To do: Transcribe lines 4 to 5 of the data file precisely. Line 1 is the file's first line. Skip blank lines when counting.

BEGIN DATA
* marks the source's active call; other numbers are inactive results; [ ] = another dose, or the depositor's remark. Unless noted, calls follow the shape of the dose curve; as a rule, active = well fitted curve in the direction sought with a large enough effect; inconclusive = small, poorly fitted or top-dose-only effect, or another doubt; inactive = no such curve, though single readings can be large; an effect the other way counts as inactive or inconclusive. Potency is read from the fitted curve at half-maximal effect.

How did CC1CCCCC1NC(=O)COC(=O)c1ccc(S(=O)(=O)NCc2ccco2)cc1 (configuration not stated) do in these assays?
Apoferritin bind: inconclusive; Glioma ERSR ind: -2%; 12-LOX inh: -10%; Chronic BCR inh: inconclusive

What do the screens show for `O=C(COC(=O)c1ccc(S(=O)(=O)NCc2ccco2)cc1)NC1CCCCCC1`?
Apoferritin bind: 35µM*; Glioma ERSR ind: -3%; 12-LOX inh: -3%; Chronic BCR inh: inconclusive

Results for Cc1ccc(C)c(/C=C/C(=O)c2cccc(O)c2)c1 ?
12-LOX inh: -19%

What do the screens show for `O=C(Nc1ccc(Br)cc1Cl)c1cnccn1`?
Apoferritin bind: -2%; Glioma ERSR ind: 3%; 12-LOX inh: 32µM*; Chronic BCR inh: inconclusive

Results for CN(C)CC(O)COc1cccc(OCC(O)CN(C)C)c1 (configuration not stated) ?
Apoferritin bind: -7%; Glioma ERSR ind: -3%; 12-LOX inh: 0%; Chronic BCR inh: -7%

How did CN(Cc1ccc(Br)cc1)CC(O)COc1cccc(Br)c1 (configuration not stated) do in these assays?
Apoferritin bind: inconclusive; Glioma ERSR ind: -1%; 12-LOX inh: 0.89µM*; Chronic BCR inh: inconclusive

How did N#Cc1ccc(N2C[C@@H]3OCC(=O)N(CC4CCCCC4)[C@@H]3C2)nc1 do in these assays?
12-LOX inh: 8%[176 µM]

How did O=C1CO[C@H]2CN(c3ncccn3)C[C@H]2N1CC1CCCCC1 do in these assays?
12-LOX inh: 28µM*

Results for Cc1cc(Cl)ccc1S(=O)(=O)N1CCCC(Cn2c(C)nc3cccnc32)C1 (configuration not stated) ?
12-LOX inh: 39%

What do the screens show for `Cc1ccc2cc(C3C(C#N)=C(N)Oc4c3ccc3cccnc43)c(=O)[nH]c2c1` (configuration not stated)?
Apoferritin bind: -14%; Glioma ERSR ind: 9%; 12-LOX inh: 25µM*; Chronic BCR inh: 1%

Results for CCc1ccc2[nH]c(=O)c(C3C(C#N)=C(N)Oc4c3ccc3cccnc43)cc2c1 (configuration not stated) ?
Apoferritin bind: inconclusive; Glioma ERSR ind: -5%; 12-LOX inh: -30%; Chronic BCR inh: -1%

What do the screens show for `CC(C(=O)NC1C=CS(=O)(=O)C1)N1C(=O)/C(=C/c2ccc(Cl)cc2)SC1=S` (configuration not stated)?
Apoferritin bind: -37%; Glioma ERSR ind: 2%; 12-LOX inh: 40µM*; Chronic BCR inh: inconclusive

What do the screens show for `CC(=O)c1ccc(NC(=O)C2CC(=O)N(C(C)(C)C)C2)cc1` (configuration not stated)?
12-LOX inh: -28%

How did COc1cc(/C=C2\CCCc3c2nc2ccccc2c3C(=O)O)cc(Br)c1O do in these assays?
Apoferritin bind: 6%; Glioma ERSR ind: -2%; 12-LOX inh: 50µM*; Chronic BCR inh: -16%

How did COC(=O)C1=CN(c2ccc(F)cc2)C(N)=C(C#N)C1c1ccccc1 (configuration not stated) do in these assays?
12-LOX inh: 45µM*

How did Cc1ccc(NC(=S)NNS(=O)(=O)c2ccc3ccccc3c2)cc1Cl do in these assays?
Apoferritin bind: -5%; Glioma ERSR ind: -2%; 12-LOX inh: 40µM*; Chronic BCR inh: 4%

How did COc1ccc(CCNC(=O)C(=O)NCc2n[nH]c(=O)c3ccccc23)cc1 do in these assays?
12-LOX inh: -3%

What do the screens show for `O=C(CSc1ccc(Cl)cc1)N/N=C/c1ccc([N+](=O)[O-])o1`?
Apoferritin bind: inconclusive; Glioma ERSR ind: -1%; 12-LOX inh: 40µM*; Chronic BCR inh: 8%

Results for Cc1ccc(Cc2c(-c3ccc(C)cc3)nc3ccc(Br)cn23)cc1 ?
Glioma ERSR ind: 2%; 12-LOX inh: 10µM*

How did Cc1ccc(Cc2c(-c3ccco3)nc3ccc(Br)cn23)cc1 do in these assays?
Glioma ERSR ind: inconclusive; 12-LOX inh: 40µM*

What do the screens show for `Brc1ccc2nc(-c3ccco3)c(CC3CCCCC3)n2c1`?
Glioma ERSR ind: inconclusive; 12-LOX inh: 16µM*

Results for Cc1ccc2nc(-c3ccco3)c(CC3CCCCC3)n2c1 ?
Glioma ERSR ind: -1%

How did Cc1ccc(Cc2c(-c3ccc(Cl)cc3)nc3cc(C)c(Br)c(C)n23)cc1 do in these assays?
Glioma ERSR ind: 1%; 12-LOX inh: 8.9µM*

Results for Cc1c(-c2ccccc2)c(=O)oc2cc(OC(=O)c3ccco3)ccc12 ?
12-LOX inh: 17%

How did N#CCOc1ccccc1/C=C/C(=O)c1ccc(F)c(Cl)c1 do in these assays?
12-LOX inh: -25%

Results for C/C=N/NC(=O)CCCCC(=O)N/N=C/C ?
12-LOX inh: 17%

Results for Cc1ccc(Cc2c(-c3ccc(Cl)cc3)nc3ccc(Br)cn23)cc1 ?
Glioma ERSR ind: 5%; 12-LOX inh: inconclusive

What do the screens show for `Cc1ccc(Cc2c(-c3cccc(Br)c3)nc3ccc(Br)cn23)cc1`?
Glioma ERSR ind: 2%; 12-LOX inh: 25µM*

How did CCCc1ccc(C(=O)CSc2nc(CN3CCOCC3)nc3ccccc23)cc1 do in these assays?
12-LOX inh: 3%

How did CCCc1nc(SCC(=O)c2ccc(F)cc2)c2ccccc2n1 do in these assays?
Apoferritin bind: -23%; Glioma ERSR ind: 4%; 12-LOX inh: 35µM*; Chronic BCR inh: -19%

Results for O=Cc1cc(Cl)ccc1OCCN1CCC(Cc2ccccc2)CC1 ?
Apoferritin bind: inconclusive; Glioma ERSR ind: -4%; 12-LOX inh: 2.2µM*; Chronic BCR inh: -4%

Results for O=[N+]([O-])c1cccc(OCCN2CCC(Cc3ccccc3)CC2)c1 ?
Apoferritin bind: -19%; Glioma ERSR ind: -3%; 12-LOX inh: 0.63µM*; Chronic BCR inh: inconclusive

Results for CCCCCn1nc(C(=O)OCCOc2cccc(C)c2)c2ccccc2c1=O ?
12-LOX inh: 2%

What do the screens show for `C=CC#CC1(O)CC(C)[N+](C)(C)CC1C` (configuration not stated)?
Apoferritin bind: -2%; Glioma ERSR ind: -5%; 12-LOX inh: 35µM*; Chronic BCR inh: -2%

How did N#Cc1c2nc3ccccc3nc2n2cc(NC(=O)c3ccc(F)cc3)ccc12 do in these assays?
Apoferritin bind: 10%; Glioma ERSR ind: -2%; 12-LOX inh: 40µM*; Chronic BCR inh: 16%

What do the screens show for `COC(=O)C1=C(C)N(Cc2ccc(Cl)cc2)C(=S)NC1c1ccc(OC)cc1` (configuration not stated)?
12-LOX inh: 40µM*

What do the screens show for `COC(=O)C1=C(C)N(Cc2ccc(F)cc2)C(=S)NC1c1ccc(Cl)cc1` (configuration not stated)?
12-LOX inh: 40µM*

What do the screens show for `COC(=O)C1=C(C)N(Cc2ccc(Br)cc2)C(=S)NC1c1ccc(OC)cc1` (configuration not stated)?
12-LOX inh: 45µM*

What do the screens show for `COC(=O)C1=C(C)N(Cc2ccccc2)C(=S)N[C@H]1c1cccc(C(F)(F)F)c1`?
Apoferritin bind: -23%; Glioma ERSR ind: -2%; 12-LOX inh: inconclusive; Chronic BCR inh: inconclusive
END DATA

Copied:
What do the screens show for `O=C(COC(=O)c1ccc(S(=O)(=O)NCc2ccco2)cc1)NC1CCCCCC1`?
Apoferritin bind: 35µM*; Glioma ERSR ind: -3%; 12-LOX inh: -3%; Chronic BCR inh: inconclusive